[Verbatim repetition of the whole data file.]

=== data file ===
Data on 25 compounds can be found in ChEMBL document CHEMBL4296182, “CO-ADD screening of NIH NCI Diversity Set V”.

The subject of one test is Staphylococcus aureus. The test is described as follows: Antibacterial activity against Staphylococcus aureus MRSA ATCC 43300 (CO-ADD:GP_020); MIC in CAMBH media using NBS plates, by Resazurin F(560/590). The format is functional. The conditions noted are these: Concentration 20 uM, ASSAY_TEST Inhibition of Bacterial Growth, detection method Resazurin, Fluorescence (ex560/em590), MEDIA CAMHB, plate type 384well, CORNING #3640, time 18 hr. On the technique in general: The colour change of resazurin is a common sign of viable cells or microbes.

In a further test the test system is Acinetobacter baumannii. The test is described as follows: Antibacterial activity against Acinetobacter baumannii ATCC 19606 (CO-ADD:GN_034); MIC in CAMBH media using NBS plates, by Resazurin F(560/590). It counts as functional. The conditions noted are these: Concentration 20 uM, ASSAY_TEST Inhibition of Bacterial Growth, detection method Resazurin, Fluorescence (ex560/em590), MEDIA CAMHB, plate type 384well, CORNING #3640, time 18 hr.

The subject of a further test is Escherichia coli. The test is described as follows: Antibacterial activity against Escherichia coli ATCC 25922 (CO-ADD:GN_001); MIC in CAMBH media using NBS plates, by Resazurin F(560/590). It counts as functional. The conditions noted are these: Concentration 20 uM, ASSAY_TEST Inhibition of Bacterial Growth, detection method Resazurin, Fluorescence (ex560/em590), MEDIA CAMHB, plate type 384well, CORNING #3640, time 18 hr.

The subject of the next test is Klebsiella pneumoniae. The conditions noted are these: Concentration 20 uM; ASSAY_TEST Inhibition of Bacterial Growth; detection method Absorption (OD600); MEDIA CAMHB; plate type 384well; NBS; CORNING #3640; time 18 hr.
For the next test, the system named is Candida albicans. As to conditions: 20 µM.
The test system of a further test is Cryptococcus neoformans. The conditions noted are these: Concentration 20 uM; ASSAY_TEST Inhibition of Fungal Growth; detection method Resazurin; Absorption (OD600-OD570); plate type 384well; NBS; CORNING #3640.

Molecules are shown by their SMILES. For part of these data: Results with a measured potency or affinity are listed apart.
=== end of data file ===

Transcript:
Data on 25 compounds can be found in ChEMBL document CHEMBL4296182, “CO-ADD screening of NIH NCI Diversity Set V”.

The subject of one test is Staphylococcus aureus. The test is described as follows: Antibacterial activity against Staphylococcus aureus MRSA ATCC 43300 (CO-ADD:GP_020); MIC in CAMBH media using NBS plates, by Resazurin F(560/590). The format is functional. The conditions noted are these: Concentration 20 uM, ASSAY_TEST Inhibition of Bacterial Growth, detection method Resazurin, Fluorescence (ex560/em590), MEDIA CAMHB, plate type 384well, CORNING #3640, time 18 hr. On the technique in general: The colour change of resazurin is a common sign of viable cells or microbes.

In a further test the test system is Acinetobacter baumannii. The test is described as follows: Antibacterial activity against Acinetobacter baumannii ATCC 19606 (CO-ADD:GN_034); MIC in CAMBH media using NBS plates, by Resazurin F(560/590). It counts as functional. The conditions noted are these: Concentration 20 uM, ASSAY_TEST Inhibition of Bacterial Growth, detection method Resazurin, Fluorescence (ex560/em590), MEDIA CAMHB, plate type 384well, CORNING #3640, time 18 hr.

The subject of a further test is Escherichia coli. The test is described as follows: Antibacterial activity against Escherichia coli ATCC 25922 (CO-ADD:GN_001); MIC in CAMBH media using NBS plates, by Resazurin F(560/590). It counts as functional. The conditions noted are these: Concentration 20 uM, ASSAY_TEST Inhibition of Bacterial Growth, detection method Resazurin, Fluorescence (ex560/em590), MEDIA CAMHB, plate type 384well, CORNING #3640, time 18 hr.

The subject of the next test is Klebsiella pneumoniae. The conditions noted are these: Concentration 20 uM; ASSAY_TEST Inhibition of Bacterial Growth; detection method Absorption (OD600); MEDIA CAMHB; plate type 384well; NBS; CORNING #3640; time 18 hr.
For the next test, the system named is Candida albicans. As to conditions: 20 µM.
The test system of a further test is Cryptococcus neoformans. The conditions noted are these: Concentration 20 uM; ASSAY_TEST Inhibition of Fungal Growth; detection method Resazurin; Absorption (OD600-OD570); plate type 384well; NBS; CORNING #3640.

Molecules are shown by their SMILES. For part of these data: Results with a measured potency or affinity are listed apart.